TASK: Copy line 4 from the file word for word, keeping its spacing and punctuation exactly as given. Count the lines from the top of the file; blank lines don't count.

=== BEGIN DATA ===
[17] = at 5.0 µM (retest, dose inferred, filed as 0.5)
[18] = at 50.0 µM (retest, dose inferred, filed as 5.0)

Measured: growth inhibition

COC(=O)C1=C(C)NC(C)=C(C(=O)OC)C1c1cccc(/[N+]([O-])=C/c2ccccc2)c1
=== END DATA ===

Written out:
COC(=O)C1=C(C)NC(C)=C(C(=O)OC)C1c1cccc(/[N+]([O-])=C/c2ccccc2)c1